Pandemic derails zero hunger goal — think tank

The COVID-19 pandemic has worsened the barriers in the goal of achieving zero hunger in developing economies, highlighting the need to reboot systems to ensure food security for all......»»

Category: financeSource:  philstarRelated NewsJul 23rd, 2021

Philippines wants disputed waters included in WTO fisheries subsidies

Food security advocacy group Tugon Kabuhayan emphasized the need to include disputed waters in the agreement currently being negotiated by the World Trade Organization on the prohibition of harmful fishery subsidies, saying the exclusion of these areas would further affect the livelihood of Filipino fishermen......»»

Category: financeSource:  philstarRelated NewsJul 19th, 2021

Duterte is first elected official to complete authorized Sinopharm vaccination

The Food and Drug Administration in June issued an Emergency Use Authorization for the batch of vaccines made by the Chinese state-owned pharma firm and later donated for use by the Presidential Security Group......»»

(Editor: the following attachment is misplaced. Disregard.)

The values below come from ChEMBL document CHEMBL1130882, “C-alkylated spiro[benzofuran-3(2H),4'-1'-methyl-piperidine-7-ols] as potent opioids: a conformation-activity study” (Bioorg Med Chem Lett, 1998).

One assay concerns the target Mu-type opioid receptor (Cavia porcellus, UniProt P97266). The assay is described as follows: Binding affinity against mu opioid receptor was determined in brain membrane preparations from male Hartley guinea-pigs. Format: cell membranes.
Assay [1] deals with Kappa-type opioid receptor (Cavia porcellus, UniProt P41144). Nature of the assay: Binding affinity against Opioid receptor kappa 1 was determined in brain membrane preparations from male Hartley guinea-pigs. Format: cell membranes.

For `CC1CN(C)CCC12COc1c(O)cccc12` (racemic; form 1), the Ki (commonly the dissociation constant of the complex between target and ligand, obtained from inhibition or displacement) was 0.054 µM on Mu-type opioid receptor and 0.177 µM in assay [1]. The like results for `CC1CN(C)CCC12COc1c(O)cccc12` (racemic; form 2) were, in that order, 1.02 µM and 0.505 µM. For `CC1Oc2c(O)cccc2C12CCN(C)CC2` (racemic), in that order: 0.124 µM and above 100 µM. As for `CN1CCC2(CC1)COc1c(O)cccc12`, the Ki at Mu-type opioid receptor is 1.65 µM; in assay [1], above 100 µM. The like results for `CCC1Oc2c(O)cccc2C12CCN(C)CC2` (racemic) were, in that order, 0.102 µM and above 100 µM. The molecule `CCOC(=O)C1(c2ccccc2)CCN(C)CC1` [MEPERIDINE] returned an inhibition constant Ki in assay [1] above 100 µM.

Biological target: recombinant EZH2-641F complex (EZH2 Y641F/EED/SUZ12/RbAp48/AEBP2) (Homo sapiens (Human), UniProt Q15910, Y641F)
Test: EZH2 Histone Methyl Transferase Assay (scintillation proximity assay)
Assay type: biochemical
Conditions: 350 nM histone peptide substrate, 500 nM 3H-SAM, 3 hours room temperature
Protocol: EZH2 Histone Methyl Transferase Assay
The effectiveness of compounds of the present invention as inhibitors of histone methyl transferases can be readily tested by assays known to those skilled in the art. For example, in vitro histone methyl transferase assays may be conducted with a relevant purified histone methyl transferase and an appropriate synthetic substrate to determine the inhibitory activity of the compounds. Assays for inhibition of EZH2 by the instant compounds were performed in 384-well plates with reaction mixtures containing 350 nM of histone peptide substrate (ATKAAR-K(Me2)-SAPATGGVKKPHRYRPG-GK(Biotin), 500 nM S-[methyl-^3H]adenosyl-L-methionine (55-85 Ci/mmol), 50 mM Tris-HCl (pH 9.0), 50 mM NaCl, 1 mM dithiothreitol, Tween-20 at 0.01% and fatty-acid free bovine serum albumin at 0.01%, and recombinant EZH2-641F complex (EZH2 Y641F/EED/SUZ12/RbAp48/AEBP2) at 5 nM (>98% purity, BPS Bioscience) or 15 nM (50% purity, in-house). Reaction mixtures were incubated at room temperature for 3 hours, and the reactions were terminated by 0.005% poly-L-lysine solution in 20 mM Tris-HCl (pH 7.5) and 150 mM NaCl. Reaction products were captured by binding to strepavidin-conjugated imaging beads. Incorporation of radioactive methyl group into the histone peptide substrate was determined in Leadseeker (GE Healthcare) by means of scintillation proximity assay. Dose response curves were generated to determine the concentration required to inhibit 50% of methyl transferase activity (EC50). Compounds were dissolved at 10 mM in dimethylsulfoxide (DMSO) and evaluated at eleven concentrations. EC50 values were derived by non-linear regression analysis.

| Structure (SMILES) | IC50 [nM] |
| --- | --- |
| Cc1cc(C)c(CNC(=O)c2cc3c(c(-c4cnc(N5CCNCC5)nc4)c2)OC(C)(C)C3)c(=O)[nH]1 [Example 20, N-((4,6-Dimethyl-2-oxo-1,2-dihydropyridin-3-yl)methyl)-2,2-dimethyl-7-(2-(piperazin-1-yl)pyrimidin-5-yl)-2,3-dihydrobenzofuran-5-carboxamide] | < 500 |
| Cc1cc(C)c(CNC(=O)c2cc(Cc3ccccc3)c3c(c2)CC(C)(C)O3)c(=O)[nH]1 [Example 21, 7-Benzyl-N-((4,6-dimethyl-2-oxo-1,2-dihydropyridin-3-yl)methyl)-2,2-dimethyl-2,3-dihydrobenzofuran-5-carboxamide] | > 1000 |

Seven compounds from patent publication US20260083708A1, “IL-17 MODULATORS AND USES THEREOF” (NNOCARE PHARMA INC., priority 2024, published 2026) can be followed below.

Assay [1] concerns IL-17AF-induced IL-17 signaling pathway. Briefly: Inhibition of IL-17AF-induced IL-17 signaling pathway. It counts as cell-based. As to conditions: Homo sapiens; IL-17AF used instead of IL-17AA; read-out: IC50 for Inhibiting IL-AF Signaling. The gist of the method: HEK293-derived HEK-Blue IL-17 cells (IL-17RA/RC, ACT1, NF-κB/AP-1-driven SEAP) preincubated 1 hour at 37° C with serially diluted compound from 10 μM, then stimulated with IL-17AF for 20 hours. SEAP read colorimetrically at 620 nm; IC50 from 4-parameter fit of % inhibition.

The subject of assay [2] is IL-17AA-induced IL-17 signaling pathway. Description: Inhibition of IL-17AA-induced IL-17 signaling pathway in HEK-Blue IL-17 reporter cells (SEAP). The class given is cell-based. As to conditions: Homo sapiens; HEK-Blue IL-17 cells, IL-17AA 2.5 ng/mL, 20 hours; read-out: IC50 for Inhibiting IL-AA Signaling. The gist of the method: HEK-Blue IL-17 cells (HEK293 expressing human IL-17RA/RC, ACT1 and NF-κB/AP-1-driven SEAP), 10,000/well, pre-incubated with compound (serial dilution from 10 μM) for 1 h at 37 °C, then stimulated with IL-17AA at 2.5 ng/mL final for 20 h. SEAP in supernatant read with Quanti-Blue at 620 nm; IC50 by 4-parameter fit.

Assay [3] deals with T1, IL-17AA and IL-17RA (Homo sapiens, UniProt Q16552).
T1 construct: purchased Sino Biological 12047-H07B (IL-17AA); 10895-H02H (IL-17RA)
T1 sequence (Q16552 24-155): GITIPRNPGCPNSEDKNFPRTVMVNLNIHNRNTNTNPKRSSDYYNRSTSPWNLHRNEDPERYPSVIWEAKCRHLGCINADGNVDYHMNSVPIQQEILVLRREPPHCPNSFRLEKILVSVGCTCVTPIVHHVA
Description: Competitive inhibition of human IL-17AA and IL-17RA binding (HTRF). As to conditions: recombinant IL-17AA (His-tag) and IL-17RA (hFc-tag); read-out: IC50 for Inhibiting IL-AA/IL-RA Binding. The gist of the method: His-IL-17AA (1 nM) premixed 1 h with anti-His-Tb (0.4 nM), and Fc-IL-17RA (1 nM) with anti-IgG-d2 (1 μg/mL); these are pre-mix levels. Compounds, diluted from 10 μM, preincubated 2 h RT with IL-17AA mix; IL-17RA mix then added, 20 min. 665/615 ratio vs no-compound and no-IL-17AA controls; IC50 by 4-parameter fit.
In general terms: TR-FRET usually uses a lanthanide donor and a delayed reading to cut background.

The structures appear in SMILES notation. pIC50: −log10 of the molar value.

Category: newsSource:  philstarRelated NewsJul 13th, 2021

Marine plastic pollution poses threat to food security – Oceana

Marine conservation group Oceana Philippines is urging the country to act against marine plastic pollution due to its potential threats to the country’s food security......»»

Category: financeSource:  philstarRelated NewsJul 13th, 2021

Listen to and engage the private sector

The Philippine Statistics Authority recorded five consecutive quarters of negative growth shrinking at a rate of -4.2% last March. Unemployment is evidently high, and prices of food and goods keep rising. Unlike the government, which is primarily funded by our taxes, the private sector has to do the heavy lifting on the ground to survive and to remain viable. A developmental mindset is key......»»

Category: newsSource:  thestandardRelated NewsJul 5th, 2021